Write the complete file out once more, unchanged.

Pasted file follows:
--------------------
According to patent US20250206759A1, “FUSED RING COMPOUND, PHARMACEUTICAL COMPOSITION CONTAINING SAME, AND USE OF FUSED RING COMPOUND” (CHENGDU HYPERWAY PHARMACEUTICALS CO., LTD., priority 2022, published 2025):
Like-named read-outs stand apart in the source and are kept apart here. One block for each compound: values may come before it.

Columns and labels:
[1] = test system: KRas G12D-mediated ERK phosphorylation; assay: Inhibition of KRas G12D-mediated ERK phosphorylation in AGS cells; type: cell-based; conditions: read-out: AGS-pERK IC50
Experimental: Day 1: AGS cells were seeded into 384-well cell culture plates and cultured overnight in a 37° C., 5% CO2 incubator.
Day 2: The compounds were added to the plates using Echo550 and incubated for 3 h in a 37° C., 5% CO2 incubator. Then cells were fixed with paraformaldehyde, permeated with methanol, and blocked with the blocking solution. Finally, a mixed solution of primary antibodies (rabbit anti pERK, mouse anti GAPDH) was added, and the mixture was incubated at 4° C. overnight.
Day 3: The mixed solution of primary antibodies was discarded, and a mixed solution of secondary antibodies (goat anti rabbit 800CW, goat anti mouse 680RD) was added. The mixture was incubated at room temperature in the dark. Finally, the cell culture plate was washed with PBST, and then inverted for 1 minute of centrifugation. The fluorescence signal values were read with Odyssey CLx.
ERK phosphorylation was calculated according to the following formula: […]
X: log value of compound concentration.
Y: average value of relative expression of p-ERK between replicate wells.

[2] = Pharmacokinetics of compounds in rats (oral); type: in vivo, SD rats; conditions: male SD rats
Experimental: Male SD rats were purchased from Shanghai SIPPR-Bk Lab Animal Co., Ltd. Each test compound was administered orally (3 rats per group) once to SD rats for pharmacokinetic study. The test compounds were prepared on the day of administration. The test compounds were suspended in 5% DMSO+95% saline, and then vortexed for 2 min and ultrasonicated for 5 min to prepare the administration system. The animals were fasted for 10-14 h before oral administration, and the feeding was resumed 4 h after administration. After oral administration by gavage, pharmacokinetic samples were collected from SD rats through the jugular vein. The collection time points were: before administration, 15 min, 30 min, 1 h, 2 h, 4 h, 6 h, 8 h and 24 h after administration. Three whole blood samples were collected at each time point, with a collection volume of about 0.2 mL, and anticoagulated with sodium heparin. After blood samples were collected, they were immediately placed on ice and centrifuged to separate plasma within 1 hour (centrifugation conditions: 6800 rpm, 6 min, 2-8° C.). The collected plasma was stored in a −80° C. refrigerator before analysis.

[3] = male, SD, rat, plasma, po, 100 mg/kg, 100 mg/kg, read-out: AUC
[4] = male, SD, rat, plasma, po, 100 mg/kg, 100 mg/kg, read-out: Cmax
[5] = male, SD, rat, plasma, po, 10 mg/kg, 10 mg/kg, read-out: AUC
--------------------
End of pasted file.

According to patent US20250206759A1, “FUSED RING COMPOUND, PHARMACEUTICAL COMPOSITION CONTAINING SAME, AND USE OF FUSED RING COMPOUND” (CHENGDU HYPERWAY PHARMACEUTICALS CO., LTD., priority 2022, published 2025):
Like-named read-outs stand apart in the source and are kept apart here. One block for each compound: values may come before it.

Columns and labels:
[1] = test system: KRas G12D-mediated ERK phosphorylation; assay: Inhibition of KRas G12D-mediated ERK phosphorylation in AGS cells; type: cell-based; conditions: read-out: AGS-pERK IC50
Experimental: Day 1: AGS cells were seeded into 384-well cell culture plates and cultured overnight in a 37° C., 5% CO2 incubator.
Day 2: The compounds were added to the plates using Echo550 and incubated for 3 h in a 37° C., 5% CO2 incubator. Then cells were fixed with paraformaldehyde, permeated with methanol, and blocked with the blocking solution. Finally, a mixed solution of primary antibodies (rabbit anti pERK, mouse anti GAPDH) was added, and the mixture was incubated at 4° C. overnight.
Day 3: The mixed solution of primary antibodies was discarded, and a mixed solution of secondary antibodies (goat anti rabbit 800CW, goat anti mouse 680RD) was added. The mixture was incubated at room temperature in the dark. Finally, the cell culture plate was washed with PBST, and then inverted for 1 minute of centrifugation. The fluorescence signal values were read with Odyssey CLx.
ERK phosphorylation was calculated according to the following formula: […]
X: log value of compound concentration.
Y: average value of relative expression of p-ERK between replicate wells.

[2] = Pharmacokinetics of compounds in rats (oral); type: in vivo, SD rats; conditions: male SD rats
Experimental: Male SD rats were purchased from Shanghai SIPPR-Bk Lab Animal Co., Ltd. Each test compound was administered orally (3 rats per group) once to SD rats for pharmacokinetic study. The test compounds were prepared on the day of administration. The test compounds were suspended in 5% DMSO+95% saline, and then vortexed for 2 min and ultrasonicated for 5 min to prepare the administration system. The animals were fasted for 10-14 h before oral administration, and the feeding was resumed 4 h after administration. After oral administration by gavage, pharmacokinetic samples were collected from SD rats through the jugular vein. The collection time points were: before administration, 15 min, 30 min, 1 h, 2 h, 4 h, 6 h, 8 h and 24 h after administration. Three whole blood samples were collected at each time point, with a collection volume of about 0.2 mL, and anticoagulated with sodium heparin. After blood samples were collected, they were immediately placed on ice and centrifuged to separate plasma within 1 hour (centrifugation conditions: 6800 rpm, 6 min, 2-8° C.). The collected plasma was stored in a −80° C. refrigerator before analysis.

[3] = male, SD, rat, plasma, po, 100 mg/kg, 100 mg/kg, read-out: AUC
[4] = male, SD, rat, plasma, po, 100 mg/kg, 100 mg/kg, read-out: Cmax
[5] = male, SD, rat, plasma, po, 10 mg/kg, 10 mg/kg, read-out: AUC